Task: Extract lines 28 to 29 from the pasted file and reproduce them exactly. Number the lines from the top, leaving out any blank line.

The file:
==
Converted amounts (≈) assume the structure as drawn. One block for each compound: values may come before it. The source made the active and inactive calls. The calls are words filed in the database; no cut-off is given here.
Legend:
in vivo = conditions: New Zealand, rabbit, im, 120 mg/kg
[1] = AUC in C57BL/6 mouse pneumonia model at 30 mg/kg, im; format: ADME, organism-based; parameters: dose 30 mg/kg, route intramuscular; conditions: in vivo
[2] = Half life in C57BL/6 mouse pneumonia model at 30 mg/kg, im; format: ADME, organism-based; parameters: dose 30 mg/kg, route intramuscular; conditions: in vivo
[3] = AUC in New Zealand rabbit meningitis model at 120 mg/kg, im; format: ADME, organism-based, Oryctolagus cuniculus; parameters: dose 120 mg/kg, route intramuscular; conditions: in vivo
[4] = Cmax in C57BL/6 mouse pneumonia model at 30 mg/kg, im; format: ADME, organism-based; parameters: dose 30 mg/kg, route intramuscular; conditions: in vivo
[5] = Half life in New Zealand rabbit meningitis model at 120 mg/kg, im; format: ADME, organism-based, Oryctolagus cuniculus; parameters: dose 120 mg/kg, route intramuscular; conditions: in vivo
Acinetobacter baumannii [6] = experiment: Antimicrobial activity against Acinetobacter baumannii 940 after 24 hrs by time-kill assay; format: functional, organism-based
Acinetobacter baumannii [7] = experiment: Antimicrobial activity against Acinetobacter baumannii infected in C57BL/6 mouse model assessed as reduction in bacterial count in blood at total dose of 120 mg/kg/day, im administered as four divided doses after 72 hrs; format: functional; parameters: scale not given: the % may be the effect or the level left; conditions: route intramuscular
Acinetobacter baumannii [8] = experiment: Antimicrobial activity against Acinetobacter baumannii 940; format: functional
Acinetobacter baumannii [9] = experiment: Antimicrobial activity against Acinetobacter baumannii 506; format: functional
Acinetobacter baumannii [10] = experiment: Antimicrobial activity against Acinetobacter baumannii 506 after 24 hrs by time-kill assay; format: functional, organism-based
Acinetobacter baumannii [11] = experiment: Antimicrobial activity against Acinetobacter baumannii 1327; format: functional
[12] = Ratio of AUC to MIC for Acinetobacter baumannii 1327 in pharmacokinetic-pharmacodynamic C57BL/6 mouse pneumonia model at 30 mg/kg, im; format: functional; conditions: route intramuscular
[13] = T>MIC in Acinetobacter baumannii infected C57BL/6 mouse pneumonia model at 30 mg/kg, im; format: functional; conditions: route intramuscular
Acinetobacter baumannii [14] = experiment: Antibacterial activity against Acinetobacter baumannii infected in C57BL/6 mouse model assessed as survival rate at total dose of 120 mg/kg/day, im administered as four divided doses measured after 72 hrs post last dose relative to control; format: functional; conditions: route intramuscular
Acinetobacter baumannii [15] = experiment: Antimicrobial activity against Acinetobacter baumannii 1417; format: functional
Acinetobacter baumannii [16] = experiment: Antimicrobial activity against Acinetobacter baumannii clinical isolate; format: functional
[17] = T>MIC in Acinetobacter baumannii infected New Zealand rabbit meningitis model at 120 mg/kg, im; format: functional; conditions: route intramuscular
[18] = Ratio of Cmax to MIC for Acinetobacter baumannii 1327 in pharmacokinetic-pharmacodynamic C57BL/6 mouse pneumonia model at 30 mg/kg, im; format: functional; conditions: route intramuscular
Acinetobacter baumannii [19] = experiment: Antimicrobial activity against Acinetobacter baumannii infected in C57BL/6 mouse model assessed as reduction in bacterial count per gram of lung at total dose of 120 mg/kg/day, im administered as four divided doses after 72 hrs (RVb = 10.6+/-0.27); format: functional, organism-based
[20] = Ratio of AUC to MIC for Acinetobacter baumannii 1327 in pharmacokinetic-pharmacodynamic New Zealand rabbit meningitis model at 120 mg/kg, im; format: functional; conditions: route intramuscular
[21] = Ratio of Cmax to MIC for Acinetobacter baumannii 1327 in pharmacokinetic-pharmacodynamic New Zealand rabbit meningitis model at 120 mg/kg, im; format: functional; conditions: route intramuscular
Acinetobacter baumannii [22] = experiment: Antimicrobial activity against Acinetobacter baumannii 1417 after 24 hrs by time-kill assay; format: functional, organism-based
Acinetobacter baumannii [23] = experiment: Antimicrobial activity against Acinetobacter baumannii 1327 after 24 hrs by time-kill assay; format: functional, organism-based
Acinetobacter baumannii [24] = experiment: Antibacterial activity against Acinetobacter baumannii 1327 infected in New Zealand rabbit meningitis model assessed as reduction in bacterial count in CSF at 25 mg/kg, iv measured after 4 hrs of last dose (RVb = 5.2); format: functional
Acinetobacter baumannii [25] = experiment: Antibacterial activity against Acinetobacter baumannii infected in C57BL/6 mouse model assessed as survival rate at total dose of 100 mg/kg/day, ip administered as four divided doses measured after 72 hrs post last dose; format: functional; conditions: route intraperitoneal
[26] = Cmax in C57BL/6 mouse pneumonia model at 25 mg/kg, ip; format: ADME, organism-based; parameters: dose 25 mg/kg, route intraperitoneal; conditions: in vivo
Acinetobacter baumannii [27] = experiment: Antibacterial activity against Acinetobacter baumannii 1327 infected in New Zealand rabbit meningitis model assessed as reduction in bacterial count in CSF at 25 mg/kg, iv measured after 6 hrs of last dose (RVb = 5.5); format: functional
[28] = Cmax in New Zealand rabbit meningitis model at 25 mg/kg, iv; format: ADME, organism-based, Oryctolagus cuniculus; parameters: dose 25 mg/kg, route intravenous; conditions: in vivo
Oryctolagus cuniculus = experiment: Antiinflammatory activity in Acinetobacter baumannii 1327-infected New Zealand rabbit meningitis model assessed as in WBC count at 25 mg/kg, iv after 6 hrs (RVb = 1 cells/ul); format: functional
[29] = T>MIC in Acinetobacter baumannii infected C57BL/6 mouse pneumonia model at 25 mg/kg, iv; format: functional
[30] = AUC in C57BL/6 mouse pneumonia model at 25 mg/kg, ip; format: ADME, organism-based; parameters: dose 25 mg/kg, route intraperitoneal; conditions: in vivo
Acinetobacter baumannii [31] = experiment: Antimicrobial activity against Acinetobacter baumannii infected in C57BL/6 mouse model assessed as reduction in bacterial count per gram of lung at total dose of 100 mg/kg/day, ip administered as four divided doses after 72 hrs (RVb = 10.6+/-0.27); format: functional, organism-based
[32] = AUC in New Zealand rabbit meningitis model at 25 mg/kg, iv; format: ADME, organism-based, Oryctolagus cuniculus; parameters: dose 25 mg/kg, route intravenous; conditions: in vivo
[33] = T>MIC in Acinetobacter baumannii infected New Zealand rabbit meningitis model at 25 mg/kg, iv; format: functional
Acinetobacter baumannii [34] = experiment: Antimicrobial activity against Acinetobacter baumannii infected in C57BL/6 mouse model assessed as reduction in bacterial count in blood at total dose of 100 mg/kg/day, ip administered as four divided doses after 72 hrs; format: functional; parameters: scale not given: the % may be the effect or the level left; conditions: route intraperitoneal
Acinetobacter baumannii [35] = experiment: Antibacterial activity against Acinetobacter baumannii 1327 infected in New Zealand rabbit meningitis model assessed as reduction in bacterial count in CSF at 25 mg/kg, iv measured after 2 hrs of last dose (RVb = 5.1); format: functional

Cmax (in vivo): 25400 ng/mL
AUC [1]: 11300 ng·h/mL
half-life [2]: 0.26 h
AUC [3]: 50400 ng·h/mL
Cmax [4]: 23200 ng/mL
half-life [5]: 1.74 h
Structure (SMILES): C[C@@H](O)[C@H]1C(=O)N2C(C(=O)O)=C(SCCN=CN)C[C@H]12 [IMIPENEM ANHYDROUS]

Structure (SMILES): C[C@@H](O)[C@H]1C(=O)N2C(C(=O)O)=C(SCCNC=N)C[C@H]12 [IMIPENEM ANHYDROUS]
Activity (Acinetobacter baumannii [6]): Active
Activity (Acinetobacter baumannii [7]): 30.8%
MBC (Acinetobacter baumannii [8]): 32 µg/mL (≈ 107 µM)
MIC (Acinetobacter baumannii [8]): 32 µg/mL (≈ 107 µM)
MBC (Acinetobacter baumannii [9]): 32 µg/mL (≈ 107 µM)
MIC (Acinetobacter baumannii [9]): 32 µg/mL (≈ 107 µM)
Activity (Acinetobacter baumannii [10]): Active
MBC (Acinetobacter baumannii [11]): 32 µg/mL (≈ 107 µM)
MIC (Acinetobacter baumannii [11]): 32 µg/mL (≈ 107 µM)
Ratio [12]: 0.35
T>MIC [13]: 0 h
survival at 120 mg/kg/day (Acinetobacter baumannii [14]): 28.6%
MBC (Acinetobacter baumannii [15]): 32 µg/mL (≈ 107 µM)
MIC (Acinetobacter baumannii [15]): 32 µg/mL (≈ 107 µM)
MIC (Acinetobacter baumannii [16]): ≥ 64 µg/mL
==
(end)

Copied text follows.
Acinetobacter baumannii [25] = experiment: Antibacterial activity against Acinetobacter baumannii infected in C57BL/6 mouse model assessed as survival rate at total dose of 100 mg/kg/day, ip administered as four divided doses measured after 72 hrs post last dose; format: functional; conditions: route intraperitoneal
[26] = Cmax in C57BL/6 mouse pneumonia model at 25 mg/kg, ip; format: ADME, organism-based; parameters: dose 25 mg/kg, route intraperitoneal; conditions: in vivo